In Part I: Shalom Solutions and Part II: Shalom Provision, we learned that business makes money by creating value for others — primarily by creating products that solve the big and little material challenges of human existence. Customers purchase these products believing their lives will be better off as a result, despite the economic value they part with in the process. This makes such purchase transactions the ideal win-win outcome, i.e., a voluntary exchange in which both parties benefit. At least in this world, it’s a huge way that “Love your neighbor as yourself” — the bedrock principle of God’s kingdom — is fulfilled.
Ah, if only it were that simple. Yes, businesses can make money as a byproduct of creating value for customers (and others). But they can also make money by extracting value. They can choose to prioritize their success at the expense of various stakeholders (neighbors). These are win-lose business models in which the (immediate) success of the business comes as a result of harm done to others. Such businesses create blight rather than blessings.
Unfortunately, there are many such business models. A company might, for example, start to skimp on the quality of its product, giving customers something less than they had expected. Or it might fire employees so they can hire cheaper contractors (often the just-fired employees). Or, to be more specific, an oil company might consistently underspend on safety, eventually resulting in a blowout that costs 11 lives and pollutes more than 16,000 miles of U.S. coastline. Or an auto company might promote the wonders of their “clean diesel” cars while rigging the vehicles to cheat on emissions tests. Or a bank might open millions of fraudulent accounts without their customers’ consent.
The business landscape is replete with both the business models that create value and blessing and those that do the opposite—those that profit by making the world better and those that profit from making the world worse.
As a result, (many) investors are doing something far different than they imagine. They may think they are merely putting their money to work in “the market.” And that their investments have no moral consequence. And that investing is no big deal.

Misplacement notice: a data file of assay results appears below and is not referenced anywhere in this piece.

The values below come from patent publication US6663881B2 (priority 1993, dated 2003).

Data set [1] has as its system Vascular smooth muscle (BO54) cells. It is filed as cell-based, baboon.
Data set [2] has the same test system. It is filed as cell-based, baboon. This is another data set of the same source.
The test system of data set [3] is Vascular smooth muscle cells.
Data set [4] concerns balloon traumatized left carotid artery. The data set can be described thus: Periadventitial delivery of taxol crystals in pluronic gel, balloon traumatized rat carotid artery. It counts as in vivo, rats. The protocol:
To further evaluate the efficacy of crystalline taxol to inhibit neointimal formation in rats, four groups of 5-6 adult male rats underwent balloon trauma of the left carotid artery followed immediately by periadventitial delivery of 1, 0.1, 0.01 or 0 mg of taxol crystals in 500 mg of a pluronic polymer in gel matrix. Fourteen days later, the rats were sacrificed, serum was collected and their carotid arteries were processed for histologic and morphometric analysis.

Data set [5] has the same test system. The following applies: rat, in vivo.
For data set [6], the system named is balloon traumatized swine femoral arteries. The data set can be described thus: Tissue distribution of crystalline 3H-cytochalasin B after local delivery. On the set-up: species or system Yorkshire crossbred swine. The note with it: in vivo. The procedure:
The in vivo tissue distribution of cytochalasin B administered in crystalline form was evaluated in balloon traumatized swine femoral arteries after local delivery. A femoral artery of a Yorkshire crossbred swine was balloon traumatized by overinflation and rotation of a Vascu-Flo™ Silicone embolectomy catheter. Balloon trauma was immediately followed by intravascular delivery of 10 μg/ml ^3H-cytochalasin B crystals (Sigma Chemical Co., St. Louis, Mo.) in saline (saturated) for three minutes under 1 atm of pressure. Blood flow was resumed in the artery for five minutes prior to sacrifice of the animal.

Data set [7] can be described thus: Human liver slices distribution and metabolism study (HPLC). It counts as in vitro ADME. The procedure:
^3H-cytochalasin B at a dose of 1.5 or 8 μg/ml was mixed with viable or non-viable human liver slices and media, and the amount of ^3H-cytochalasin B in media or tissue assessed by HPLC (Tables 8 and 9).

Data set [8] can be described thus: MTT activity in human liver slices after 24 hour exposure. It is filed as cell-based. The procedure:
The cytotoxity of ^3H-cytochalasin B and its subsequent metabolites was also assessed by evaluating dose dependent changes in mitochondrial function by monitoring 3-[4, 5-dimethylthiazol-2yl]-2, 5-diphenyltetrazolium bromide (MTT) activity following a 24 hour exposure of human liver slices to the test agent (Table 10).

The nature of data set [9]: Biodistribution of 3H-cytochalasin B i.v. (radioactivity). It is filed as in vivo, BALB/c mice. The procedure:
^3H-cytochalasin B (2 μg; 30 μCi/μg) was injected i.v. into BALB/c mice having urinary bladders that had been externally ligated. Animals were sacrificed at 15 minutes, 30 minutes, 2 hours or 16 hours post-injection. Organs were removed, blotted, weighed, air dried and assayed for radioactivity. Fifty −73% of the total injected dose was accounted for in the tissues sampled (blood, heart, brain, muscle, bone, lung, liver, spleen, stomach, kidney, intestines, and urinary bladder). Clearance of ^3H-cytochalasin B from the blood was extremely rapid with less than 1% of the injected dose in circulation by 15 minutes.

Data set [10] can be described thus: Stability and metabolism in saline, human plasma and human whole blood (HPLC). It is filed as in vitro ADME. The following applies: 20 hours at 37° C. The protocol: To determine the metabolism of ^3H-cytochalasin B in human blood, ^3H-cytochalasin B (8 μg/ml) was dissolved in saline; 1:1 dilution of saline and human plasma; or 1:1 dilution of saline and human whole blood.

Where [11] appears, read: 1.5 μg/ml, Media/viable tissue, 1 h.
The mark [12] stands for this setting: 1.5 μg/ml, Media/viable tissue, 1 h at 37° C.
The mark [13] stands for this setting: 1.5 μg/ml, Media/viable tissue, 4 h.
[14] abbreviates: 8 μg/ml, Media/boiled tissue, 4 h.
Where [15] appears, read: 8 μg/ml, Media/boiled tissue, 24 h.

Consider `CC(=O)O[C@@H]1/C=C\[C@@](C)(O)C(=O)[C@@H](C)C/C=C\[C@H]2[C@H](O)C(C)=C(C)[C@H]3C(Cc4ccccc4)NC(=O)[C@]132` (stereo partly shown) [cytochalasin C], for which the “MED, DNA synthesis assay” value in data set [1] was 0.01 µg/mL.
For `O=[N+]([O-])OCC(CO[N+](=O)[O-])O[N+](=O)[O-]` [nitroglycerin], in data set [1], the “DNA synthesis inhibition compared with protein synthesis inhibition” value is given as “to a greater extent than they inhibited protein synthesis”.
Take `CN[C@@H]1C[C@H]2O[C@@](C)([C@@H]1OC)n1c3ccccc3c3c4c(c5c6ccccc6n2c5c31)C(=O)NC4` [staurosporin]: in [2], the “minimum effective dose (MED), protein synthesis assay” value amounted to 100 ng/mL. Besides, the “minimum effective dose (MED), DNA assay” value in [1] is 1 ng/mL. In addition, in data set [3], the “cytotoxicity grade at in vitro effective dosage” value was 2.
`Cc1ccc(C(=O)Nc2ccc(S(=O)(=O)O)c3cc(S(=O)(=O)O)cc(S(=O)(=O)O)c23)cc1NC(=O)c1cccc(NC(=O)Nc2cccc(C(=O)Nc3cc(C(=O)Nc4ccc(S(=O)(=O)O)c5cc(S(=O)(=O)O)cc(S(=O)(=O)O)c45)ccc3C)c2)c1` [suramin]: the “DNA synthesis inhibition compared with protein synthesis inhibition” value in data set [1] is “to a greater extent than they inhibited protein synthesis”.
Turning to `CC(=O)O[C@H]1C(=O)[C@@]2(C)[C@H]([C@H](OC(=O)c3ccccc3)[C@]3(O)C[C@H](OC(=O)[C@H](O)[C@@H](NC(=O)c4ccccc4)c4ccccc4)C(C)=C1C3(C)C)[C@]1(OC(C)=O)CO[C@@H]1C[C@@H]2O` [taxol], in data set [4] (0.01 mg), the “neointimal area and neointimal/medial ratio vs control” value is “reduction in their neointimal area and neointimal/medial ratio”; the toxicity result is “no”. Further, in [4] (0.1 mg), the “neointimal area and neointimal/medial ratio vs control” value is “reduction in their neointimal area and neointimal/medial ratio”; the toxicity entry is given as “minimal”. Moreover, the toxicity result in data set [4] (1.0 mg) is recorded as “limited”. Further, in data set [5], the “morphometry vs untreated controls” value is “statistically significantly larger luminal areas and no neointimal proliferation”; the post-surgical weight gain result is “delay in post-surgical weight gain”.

But in reality, investing is a huge deal. Investors who foster companies with win-win/“Love your neighbor” business models are partnering with Jesus in his abundant life mission. They are furthering shalom and advancing God’s kingdom. In the same respect, investors fostering win-lose/extract-value business models are advancing, even if unintentionally, the enemy’s agenda and kingdom.
Scripture repeatedly warns us about the importance of choosing wisely between these kingdoms. Proverbs 1:10-19 is a particularly important example. Proverbs is referred to as The Book of Wisdom because it provides a great deal of counsel for how to live wisely and well. In other words, it tells us how to live in harmony with, rather than run afoul of, the moral universe in which God has placed us.
Now let’s remind ourselves that God never does anything haphazardly. So what do you imagine God would choose as the very first lesson he wanted his wisdom book to convey? What, arguably, would be the most important counsel by which he could direct people toward righteousness and away from danger?
The first several verses of Proverbs 1 serve as an introduction regarding the importance of wisdom. Then in Proverbs 1:10-19, we have God’s very first instruction in this wisdom book. And it is an emphatic warning to avoid plunder. Really? Of all the topics God might have chosen, the one foremost on his mind was plunder?